In addition, Singapore and Malaysia’s markets provide added flexibility in relation to disclosure, because cornerstone tranches are often disclosed in aggregate, rather than by showing individual allocations, as remains the case in Hong Kong. This has also made it simpler for institutions to seek cornerstone roles in these jurisdictions. In recent years, such requirements have resulted in a number of Hong Kong IPOs by companies from the mainland not being able to assemble cornerstone tranches. In some cases, cornerstone roles have been taken up by corporates and state-owned enterprises, rather than by true market participants, whose day-to-day business consists in buying and selling shares.
Another consequence has been the advent in the region of anchor investors. Unlike cornerstone investors, for which roles they are often initially contacted by the bookrunners, anchor investors do not have guaranteed allocations. However, because they agree to invest a certain amount at an early stage in an IPO, they are generally well looked after in terms of the allocation of shares they ultimately receive, after pricing has been determined.
Mainland pork producer WH Group failed to secure cornerstone investors for an IPO of up to US$5 billion-equivalent, which was pulled last April. The offering, however, was successfully re-launched last July as a leaner, around US$2 billion transaction, which was conducted at a lower valuation and with just two banks acting as joint sponsors and global coordinators. The canvassing of some 30 anchor accounts prior to launch in no small measure contributed to this success.
Cornerstone investors are also prevented in Hong Kong from making too much of a good deal. They are not allowed to partake in so-called “double dipping” – the practice of placing one or more orders in the institutional book of demand, in addition to their guaranteed allocations. Such investors are, however, encouraged by bookrunners to top up their investments in the aftermarket, which often contributes to a rising share price.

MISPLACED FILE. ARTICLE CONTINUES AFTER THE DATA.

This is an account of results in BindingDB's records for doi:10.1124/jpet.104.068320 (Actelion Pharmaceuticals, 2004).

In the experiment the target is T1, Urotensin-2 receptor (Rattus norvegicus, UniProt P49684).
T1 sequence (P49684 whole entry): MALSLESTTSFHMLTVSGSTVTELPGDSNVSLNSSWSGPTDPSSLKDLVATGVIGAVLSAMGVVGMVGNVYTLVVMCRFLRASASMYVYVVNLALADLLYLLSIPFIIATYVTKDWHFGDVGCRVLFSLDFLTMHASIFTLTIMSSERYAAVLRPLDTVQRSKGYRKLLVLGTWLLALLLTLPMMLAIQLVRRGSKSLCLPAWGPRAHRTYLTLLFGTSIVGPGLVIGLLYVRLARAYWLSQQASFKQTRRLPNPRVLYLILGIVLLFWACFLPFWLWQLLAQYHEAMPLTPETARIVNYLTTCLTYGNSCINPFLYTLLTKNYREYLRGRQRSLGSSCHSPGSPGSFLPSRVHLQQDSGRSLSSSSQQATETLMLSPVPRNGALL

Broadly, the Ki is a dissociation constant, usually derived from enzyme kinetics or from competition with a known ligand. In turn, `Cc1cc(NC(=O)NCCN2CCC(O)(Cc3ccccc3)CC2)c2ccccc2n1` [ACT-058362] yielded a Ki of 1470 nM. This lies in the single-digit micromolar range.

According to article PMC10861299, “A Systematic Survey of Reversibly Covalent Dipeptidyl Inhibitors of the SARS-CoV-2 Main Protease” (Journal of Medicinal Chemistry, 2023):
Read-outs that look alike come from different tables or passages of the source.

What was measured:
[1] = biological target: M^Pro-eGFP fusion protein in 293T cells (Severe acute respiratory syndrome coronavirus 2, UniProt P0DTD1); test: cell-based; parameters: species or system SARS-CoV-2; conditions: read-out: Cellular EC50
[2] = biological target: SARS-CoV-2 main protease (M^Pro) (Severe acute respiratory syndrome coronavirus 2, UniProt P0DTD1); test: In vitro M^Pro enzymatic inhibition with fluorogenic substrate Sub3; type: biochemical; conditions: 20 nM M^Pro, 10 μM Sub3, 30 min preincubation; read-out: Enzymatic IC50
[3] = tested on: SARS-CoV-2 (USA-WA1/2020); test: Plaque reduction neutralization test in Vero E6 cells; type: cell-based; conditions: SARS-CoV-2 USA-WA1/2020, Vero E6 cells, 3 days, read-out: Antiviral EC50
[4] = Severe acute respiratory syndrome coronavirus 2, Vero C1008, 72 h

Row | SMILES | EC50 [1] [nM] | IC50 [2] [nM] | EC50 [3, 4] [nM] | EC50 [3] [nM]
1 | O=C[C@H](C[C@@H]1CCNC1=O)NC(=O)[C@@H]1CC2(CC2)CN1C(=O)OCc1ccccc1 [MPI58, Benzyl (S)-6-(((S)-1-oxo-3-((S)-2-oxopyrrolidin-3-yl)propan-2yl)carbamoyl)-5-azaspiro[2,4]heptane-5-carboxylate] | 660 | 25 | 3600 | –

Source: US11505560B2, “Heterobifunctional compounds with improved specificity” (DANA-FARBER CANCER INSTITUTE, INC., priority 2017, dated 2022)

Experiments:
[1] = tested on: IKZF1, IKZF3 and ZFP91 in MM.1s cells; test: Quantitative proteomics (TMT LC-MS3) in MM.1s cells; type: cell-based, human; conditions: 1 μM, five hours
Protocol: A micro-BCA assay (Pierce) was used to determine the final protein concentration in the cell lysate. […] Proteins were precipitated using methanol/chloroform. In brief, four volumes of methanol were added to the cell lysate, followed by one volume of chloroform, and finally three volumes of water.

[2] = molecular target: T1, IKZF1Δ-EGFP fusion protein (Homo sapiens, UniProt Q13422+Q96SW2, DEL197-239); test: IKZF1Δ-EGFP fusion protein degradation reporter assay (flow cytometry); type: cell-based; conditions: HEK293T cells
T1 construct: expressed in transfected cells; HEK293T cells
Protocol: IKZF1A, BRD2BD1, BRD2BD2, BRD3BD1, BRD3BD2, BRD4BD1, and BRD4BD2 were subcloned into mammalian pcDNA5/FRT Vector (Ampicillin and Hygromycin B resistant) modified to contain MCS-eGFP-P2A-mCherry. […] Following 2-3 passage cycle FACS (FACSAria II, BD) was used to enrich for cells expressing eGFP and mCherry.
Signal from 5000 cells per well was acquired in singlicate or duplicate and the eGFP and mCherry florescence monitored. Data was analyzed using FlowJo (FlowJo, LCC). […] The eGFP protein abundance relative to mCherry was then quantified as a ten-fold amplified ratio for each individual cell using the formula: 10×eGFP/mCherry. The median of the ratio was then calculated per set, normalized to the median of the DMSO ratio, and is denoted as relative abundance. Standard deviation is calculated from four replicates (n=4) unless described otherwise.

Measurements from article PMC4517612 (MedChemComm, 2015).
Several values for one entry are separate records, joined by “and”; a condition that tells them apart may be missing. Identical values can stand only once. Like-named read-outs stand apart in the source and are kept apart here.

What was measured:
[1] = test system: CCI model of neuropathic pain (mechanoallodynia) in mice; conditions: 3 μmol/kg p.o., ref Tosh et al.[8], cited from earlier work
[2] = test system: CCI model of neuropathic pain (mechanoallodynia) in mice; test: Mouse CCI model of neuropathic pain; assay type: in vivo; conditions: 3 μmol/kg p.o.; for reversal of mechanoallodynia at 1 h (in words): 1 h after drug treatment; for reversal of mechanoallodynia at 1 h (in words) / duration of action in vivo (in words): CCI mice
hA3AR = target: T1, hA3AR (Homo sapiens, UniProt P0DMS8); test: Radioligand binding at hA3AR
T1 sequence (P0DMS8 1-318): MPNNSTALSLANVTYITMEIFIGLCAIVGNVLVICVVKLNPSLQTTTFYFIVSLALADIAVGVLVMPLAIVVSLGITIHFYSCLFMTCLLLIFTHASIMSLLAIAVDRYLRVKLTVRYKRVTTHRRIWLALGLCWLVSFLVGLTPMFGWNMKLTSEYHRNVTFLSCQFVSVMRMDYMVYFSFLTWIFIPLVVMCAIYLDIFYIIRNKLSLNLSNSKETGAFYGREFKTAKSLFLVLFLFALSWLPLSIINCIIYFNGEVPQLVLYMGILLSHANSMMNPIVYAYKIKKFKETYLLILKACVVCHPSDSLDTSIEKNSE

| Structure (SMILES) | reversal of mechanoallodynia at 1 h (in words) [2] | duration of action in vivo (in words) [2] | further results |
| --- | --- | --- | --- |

In recent years, cornerstone investors have become so essential to the success of new listings in Asia, that investment banks now often even require from issuers and their shareholders that their own underwriting obligations be relinquished in the unlikely event that one or more cornerstone investors ultimately do not to honour their commitments.
The practice of effectively favouring a select few in deals that can yield handsome rewards is not without its detractors. But while they can on occasion be difficult to corner, cornerstones – and, increasingly, anchor investors – are no doubt here to stay.
Philippe Espinasse spent more than 19 years working as a senior investment banker, including as a Managing Director, Head of Equity Corporate Finance and Head of Equity Capital Markets. He is the author of ‘IPO: A Global Guide’ and ‘IPO Banks: Pitch, Selection and Mandate’ and a co-author of the ‘IPO Guide 2012’ and ‘Hong Kong IPO Guide 2013’. He is also the joint author of the training manual for IPO sponsor examinations in Hong Kong. Philippe is Honorary Lecturer at the University of Hong Kong and also teaches at the Hong Kong Securities and Investment Institute. He is the founder, Chief Executive Officer and a Director of consultancy P&C Ventures Limited, and an Independent, Non-Executive Director and Chairman of the Compensation Committee of a financial institution listed on the Taiwan Stock Exchange.
This column was originally published in The Peak Hong Kong magazine.